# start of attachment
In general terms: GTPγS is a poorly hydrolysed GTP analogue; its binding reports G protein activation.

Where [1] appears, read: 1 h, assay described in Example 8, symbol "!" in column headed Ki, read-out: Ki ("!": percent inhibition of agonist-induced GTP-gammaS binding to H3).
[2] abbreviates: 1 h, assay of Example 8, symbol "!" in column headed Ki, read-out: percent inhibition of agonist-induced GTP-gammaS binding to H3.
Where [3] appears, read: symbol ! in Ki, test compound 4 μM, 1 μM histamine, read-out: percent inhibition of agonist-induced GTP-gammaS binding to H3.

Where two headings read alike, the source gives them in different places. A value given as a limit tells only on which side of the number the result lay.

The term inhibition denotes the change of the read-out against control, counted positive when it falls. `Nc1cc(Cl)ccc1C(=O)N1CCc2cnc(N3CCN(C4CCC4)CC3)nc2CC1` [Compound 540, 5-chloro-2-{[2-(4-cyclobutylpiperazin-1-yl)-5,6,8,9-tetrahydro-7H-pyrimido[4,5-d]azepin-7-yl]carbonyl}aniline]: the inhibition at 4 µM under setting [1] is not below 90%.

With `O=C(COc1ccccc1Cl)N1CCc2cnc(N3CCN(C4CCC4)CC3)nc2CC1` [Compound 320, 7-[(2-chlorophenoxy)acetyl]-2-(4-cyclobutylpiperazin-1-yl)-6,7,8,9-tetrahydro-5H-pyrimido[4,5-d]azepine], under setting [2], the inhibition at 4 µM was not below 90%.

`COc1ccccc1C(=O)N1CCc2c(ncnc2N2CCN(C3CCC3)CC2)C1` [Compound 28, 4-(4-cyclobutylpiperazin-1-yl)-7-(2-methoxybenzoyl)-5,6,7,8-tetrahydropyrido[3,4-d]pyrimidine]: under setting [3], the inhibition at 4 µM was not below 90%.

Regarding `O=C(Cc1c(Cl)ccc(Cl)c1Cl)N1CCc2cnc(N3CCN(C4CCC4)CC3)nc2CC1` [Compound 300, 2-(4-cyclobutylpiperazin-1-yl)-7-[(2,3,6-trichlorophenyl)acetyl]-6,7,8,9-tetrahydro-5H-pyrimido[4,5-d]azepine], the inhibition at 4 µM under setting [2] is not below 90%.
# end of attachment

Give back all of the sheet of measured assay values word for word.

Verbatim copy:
In general terms: GTPγS is a poorly hydrolysed GTP analogue; its binding reports G protein activation.

Where [1] appears, read: 1 h, assay described in Example 8, symbol "!" in column headed Ki, read-out: Ki ("!": percent inhibition of agonist-induced GTP-gammaS binding to H3).
[2] abbreviates: 1 h, assay of Example 8, symbol "!" in column headed Ki, read-out: percent inhibition of agonist-induced GTP-gammaS binding to H3.
Where [3] appears, read: symbol ! in Ki, test compound 4 μM, 1 μM histamine, read-out: percent inhibition of agonist-induced GTP-gammaS binding to H3.

Where two headings read alike, the source gives them in different places. A value given as a limit tells only on which side of the number the result lay.

The term inhibition denotes the change of the read-out against control, counted positive when it falls. `Nc1cc(Cl)ccc1C(=O)N1CCc2cnc(N3CCN(C4CCC4)CC3)nc2CC1` [Compound 540, 5-chloro-2-{[2-(4-cyclobutylpiperazin-1-yl)-5,6,8,9-tetrahydro-7H-pyrimido[4,5-d]azepin-7-yl]carbonyl}aniline]: the inhibition at 4 µM under setting [1] is not below 90%.

With `O=C(COc1ccccc1Cl)N1CCc2cnc(N3CCN(C4CCC4)CC3)nc2CC1` [Compound 320, 7-[(2-chlorophenoxy)acetyl]-2-(4-cyclobutylpiperazin-1-yl)-6,7,8,9-tetrahydro-5H-pyrimido[4,5-d]azepine], under setting [2], the inhibition at 4 µM was not below 90%.

`COc1ccccc1C(=O)N1CCc2c(ncnc2N2CCN(C3CCC3)CC2)C1` [Compound 28, 4-(4-cyclobutylpiperazin-1-yl)-7-(2-methoxybenzoyl)-5,6,7,8-tetrahydropyrido[3,4-d]pyrimidine]: under setting [3], the inhibition at 4 µM was not below 90%.

Regarding `O=C(Cc1c(Cl)ccc(Cl)c1Cl)N1CCc2cnc(N3CCN(C4CCC4)CC3)nc2CC1` [Compound 300, 2-(4-cyclobutylpiperazin-1-yl)-7-[(2,3,6-trichlorophenyl)acetyl]-6,7,8,9-tetrahydro-5H-pyrimido[4,5-d]azepine], the inhibition at 4 µM under setting [2] is not below 90%.